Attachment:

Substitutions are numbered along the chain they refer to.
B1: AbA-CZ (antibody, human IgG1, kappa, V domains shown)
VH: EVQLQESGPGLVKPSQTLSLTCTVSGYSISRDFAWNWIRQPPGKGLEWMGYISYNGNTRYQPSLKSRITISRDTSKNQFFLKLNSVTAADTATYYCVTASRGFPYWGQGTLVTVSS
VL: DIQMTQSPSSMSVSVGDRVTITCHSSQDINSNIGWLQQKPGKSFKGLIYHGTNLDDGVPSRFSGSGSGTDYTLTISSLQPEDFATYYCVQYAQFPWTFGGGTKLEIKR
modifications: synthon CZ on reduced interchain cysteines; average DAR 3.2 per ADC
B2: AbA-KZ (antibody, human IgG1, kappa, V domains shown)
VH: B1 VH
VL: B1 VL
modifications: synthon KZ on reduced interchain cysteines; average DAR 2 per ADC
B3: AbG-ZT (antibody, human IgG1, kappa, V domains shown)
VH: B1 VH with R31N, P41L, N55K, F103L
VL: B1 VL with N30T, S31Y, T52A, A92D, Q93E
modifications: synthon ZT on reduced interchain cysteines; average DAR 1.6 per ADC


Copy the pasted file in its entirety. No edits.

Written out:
Substitutions are numbered along the chain they refer to.
B1: AbA-CZ (antibody, human IgG1, kappa, V domains shown)
VH: EVQLQESGPGLVKPSQTLSLTCTVSGYSISRDFAWNWIRQPPGKGLEWMGYISYNGNTRYQPSLKSRITISRDTSKNQFFLKLNSVTAADTATYYCVTASRGFPYWGQGTLVTVSS
VL: DIQMTQSPSSMSVSVGDRVTITCHSSQDINSNIGWLQQKPGKSFKGLIYHGTNLDDGVPSRFSGSGSGTDYTLTISSLQPEDFATYYCVQYAQFPWTFGGGTKLEIKR
modifications: synthon CZ on reduced interchain cysteines; average DAR 3.2 per ADC
B2: AbA-KZ (antibody, human IgG1, kappa, V domains shown)
VH: B1 VH
VL: B1 VL
modifications: synthon KZ on reduced interchain cysteines; average DAR 2 per ADC
B3: AbG-ZT (antibody, human IgG1, kappa, V domains shown)
VH: B1 VH with R31N, P41L, N55K, F103L
VL: B1 VL with N30T, S31Y, T52A, A92D, Q93E
modifications: synthon ZT on reduced interchain cysteines; average DAR 1.6 per ADC